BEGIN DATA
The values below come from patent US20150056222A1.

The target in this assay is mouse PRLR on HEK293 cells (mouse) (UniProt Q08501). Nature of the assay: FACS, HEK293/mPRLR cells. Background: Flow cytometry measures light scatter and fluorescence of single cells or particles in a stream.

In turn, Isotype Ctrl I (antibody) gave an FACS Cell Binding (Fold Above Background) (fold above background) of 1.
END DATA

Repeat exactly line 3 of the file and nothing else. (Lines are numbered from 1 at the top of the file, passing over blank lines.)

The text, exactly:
In turn, Isotype Ctrl I (antibody) gave an FACS Cell Binding (Fold Above Background) (fold above background) of 1.